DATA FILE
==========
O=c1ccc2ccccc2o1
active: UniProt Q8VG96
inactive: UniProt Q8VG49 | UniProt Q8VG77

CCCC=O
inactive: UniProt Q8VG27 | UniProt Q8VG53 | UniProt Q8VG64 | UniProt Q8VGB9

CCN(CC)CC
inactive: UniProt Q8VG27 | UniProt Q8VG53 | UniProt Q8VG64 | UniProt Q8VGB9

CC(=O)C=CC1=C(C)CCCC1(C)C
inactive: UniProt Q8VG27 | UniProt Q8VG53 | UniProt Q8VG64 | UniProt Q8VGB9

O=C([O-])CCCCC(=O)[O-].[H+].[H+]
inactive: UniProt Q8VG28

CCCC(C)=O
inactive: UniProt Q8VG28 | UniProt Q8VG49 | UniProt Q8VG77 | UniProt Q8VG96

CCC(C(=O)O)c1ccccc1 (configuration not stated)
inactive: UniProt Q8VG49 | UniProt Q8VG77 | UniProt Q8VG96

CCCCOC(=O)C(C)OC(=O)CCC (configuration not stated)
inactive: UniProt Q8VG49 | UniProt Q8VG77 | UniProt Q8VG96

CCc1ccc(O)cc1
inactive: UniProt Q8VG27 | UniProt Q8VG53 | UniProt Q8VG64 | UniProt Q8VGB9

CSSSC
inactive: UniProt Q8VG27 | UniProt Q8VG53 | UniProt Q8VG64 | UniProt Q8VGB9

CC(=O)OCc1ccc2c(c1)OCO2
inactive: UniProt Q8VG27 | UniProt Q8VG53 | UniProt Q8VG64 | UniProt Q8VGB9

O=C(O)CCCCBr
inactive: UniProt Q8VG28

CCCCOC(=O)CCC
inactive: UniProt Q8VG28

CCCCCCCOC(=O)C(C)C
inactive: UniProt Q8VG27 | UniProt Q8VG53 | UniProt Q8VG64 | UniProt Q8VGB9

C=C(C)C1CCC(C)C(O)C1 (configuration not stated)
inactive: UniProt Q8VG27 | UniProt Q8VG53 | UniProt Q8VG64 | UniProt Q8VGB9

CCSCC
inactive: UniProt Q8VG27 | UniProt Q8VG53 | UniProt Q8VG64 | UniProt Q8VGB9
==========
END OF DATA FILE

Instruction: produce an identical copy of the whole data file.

O=c1ccc2ccccc2o1
active: UniProt Q8VG96
inactive: UniProt Q8VG49 | UniProt Q8VG77

CCCC=O
inactive: UniProt Q8VG27 | UniProt Q8VG53 | UniProt Q8VG64 | UniProt Q8VGB9

CCN(CC)CC
inactive: UniProt Q8VG27 | UniProt Q8VG53 | UniProt Q8VG64 | UniProt Q8VGB9

CC(=O)C=CC1=C(C)CCCC1(C)C
inactive: UniProt Q8VG27 | UniProt Q8VG53 | UniProt Q8VG64 | UniProt Q8VGB9

O=C([O-])CCCCC(=O)[O-].[H+].[H+]
inactive: UniProt Q8VG28

CCCC(C)=O
inactive: UniProt Q8VG28 | UniProt Q8VG49 | UniProt Q8VG77 | UniProt Q8VG96

CCC(C(=O)O)c1ccccc1 (configuration not stated)
inactive: UniProt Q8VG49 | UniProt Q8VG77 | UniProt Q8VG96

CCCCOC(=O)C(C)OC(=O)CCC (configuration not stated)
inactive: UniProt Q8VG49 | UniProt Q8VG77 | UniProt Q8VG96

CCc1ccc(O)cc1
inactive: UniProt Q8VG27 | UniProt Q8VG53 | UniProt Q8VG64 | UniProt Q8VGB9

CSSSC
inactive: UniProt Q8VG27 | UniProt Q8VG53 | UniProt Q8VG64 | UniProt Q8VGB9

CC(=O)OCc1ccc2c(c1)OCO2
inactive: UniProt Q8VG27 | UniProt Q8VG53 | UniProt Q8VG64 | UniProt Q8VGB9

O=C(O)CCCCBr
inactive: UniProt Q8VG28

CCCCOC(=O)CCC
inactive: UniProt Q8VG28

CCCCCCCOC(=O)C(C)C
inactive: UniProt Q8VG27 | UniProt Q8VG53 | UniProt Q8VG64 | UniProt Q8VGB9

C=C(C)C1CCC(C)C(O)C1 (configuration not stated)
inactive: UniProt Q8VG27 | UniProt Q8VG53 | UniProt Q8VG64 | UniProt Q8VGB9

CCSCC
inactive: UniProt Q8VG27 | UniProt Q8VG53 | UniProt Q8VG64 | UniProt Q8VGB9